BOOK HAUL – SEPTEMBER 2020
With publishers emerging from the COVID slump and delays and Christmas quickly approaching, the number of books arriving on my doorstep for review are steadily mounting up. Here are the pick of the ones I have recently received.
Jane Harper’s The Survivors is probably one of the biggest Australian crime releases of 2020. Set on the windswept Tasmanian coast it is a tightly constructed tale of guilt, old secrets and a new murder. I have already read The Survivors and will be reviewing it in the next few days. It is a little slow to start with, but ends in a powerful fashion. I do not think that her many fans will be disappointed.
Another popular Australian release will be Chris Hammer’s Trust, the follow-up to his acclaimed Scrublands and Silver. Once more featuring battered journalist Martin Scarsden, the action this time is mainly in Sydney where Hammer, and Scarsden, turn their eye to the city’s reputation for “corruption and nepotism, privilege and power”. Expect another complex, well written novel by Hammer.
David Whish-Wilson may not have the profile of Harper or Hammer, but he is a damn fine writer and Shore Leave is the fourth novel in his gritty series of books about detective Frank Swann set in 1980’s Perth. I am keenly looking forward to reading this one.
A Song For The Dark Times by Ian Rankin. A new Rebus novel, need I say more! I have already started reading and it is good. And a title that seems ideal for 2020!
I am a big fan of World War II spy novels and Mara Timon’s City Of Spies looks very promising, with a female British SOE agent trying to infiltrate a German spy ring in neutral Lisbon in 1943.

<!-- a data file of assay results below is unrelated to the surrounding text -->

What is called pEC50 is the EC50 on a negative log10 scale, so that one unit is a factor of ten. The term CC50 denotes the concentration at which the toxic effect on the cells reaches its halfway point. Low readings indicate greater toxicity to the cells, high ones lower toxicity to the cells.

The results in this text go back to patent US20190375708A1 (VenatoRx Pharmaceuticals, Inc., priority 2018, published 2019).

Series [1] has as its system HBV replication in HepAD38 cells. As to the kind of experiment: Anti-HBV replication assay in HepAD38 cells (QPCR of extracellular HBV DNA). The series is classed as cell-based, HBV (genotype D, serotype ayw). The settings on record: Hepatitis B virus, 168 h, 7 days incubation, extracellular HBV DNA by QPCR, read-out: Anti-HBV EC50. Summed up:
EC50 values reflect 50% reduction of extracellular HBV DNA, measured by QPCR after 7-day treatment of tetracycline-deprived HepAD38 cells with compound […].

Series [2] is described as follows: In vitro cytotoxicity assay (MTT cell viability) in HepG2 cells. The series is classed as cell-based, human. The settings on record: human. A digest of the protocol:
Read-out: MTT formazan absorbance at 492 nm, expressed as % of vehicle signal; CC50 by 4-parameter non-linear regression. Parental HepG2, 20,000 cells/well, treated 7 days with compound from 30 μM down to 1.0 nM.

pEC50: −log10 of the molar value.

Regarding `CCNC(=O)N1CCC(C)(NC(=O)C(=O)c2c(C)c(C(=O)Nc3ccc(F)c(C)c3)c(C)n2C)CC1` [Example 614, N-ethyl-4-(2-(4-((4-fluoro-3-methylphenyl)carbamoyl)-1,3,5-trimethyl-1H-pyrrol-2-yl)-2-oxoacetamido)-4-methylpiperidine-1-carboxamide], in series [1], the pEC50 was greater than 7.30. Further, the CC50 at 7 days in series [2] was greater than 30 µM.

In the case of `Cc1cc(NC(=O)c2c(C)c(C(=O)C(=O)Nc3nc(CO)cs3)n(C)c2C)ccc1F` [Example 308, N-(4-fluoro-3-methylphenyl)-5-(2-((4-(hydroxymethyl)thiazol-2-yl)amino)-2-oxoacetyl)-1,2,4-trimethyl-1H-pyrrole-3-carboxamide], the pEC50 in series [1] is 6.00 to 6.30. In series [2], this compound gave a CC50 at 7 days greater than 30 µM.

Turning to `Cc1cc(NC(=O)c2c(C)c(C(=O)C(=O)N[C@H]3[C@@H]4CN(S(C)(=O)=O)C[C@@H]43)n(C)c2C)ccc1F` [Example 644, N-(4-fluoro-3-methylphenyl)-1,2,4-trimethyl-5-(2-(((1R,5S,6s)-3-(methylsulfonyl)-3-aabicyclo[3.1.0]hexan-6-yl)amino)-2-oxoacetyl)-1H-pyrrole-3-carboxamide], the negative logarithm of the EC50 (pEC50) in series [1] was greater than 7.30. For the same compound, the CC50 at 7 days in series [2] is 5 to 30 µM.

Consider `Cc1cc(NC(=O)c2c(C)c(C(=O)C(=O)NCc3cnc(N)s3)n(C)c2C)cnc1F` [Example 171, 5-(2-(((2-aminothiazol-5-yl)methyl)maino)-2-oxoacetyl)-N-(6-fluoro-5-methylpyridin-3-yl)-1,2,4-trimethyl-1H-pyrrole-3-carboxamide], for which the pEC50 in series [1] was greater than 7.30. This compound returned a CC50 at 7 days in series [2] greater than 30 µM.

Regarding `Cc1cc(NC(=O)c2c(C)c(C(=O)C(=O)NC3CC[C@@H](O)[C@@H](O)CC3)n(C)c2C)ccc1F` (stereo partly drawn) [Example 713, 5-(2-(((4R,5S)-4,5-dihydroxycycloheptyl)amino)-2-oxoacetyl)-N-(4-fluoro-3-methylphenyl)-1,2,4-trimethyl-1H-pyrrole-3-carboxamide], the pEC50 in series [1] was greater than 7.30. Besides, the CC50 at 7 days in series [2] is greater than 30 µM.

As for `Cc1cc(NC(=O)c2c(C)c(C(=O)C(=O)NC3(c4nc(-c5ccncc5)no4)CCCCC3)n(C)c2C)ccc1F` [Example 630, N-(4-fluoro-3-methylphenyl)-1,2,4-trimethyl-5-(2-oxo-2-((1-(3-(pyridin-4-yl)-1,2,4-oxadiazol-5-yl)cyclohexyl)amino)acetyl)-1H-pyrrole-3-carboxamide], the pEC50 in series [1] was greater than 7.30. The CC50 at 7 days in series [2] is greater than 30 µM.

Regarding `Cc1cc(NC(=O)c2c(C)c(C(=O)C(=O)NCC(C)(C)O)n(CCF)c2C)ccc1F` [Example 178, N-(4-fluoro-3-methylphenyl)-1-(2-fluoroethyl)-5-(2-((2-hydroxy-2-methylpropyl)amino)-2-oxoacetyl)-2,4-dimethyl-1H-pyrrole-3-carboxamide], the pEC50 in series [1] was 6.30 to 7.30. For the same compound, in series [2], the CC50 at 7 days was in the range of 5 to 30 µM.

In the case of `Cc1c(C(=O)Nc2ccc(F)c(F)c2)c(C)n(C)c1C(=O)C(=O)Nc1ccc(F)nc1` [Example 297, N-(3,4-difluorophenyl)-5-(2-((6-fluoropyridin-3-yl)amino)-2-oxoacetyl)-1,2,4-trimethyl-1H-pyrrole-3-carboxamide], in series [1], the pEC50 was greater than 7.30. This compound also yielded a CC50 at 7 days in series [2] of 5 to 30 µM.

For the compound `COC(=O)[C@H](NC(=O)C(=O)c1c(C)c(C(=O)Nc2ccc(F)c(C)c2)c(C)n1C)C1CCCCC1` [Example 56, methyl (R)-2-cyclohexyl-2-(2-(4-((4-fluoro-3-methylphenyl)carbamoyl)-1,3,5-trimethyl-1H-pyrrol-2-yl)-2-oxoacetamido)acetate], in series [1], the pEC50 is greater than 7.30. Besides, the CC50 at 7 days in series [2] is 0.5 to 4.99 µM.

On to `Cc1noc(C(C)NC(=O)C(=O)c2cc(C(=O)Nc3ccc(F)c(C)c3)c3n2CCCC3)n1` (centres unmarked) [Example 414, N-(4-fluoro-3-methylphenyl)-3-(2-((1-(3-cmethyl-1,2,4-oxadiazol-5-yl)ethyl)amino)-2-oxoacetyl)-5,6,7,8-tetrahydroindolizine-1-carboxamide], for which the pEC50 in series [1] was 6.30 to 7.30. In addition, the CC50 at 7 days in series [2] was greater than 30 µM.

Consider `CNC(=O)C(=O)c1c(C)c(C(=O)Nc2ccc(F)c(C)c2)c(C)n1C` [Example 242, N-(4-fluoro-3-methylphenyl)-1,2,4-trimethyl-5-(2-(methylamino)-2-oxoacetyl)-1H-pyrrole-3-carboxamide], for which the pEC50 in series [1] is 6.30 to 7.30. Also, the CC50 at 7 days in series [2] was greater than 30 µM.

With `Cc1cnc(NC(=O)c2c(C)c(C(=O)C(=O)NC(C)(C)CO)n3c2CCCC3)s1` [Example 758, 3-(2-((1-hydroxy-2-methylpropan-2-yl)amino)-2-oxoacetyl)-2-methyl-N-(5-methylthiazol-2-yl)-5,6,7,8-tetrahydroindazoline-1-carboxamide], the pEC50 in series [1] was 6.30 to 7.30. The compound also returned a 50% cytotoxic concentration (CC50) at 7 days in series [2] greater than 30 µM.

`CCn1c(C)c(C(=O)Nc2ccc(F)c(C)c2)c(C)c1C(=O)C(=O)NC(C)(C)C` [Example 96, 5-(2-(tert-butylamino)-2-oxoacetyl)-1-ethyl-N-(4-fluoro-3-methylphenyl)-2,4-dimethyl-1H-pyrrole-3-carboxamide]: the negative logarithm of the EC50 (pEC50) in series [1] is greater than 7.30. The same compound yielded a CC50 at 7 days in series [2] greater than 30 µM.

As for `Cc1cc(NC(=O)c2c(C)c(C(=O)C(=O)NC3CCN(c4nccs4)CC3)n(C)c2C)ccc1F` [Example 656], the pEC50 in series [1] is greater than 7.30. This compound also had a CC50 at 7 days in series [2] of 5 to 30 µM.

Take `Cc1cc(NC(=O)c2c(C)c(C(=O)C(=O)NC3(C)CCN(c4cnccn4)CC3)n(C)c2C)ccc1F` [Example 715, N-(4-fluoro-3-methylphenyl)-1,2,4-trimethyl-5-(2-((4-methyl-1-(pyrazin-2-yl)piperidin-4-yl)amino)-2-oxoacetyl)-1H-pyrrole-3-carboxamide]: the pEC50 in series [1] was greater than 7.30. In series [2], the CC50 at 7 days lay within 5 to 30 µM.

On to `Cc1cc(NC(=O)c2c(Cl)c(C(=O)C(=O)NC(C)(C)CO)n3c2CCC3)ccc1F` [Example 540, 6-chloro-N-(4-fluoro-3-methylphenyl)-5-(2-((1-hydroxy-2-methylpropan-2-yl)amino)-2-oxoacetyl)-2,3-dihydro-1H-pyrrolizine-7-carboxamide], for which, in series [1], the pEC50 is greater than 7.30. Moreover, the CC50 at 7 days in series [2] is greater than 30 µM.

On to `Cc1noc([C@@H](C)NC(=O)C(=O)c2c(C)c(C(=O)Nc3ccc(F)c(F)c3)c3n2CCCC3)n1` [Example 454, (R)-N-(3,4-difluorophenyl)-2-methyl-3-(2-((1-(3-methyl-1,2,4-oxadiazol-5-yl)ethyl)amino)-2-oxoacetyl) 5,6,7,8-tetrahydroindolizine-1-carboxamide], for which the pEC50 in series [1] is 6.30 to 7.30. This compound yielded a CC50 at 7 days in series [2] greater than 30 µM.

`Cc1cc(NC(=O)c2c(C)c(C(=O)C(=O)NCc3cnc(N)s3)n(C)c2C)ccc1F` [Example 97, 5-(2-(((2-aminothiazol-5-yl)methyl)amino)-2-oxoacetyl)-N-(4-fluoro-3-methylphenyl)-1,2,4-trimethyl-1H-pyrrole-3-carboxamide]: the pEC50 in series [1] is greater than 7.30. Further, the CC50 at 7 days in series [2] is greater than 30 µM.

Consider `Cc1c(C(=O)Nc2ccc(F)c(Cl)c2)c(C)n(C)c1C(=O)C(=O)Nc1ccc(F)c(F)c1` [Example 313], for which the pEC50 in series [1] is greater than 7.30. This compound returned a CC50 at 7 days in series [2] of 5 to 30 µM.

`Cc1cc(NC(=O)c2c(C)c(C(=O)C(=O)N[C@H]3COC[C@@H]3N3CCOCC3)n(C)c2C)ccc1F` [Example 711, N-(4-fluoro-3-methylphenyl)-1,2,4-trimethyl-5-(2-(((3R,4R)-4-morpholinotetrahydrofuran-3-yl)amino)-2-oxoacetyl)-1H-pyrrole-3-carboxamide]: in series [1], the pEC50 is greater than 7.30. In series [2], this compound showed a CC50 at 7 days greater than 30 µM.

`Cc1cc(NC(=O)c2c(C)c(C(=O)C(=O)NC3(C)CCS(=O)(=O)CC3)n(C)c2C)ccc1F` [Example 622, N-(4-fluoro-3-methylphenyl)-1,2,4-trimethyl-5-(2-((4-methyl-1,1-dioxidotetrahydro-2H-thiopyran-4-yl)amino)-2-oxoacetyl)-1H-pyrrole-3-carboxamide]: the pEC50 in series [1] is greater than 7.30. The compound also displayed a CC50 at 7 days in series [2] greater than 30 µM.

Max Seeck’s The Witch Hunter appears to be the pick of the several Scandinavian crime novels on offer over the next few months. Set in Helsinki, it involves the police hunt for a serial killer who is basing his murders on the books of a popular writer.
Lisa Unger’s Confessions On The 7.45 seems to offer a new take on Patricia’s Highsmith’s Strangers On A Train. When two women share dangerous confessions on a stalled commuter train things begin to unravel for one of them.
James Rollins is best known for his grand action, conspiracy thrillers and in Unrestricted Access he brings together a collection of short stories from the breadth of his career, including a collaboration with Steve Berry. With summer quickly approaching (in Australia) this will be a great beach read.
The Reacher Guy is not a novel, but the biography of Lee Child (Jim Grant) by academic Heather Martin. Based on lengthy interviews and correspondence with Child, and his friends and colleagues, this promises to provide an interesting insight into one of today’s most influential authors of popular fiction.
In all, more than enough reading to keep me busy for some time. Reading time allowing, I hope to review all of these books over the next few weeks.